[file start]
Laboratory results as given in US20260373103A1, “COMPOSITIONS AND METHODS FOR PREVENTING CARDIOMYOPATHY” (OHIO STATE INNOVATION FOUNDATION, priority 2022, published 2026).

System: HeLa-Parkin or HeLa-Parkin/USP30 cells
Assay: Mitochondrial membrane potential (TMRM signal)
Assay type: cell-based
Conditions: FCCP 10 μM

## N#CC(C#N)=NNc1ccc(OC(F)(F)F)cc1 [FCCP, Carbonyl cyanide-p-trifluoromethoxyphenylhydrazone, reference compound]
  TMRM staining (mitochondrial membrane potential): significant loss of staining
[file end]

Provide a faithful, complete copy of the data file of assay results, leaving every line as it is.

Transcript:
Laboratory results as given in US20260373103A1, “COMPOSITIONS AND METHODS FOR PREVENTING CARDIOMYOPATHY” (OHIO STATE INNOVATION FOUNDATION, priority 2022, published 2026).

System: HeLa-Parkin or HeLa-Parkin/USP30 cells
Assay: Mitochondrial membrane potential (TMRM signal)
Assay type: cell-based
Conditions: FCCP 10 μM

## N#CC(C#N)=NNc1ccc(OC(F)(F)F)cc1 [FCCP, Carbonyl cyanide-p-trifluoromethoxyphenylhydrazone, reference compound]
  TMRM staining (mitochondrial membrane potential): significant loss of staining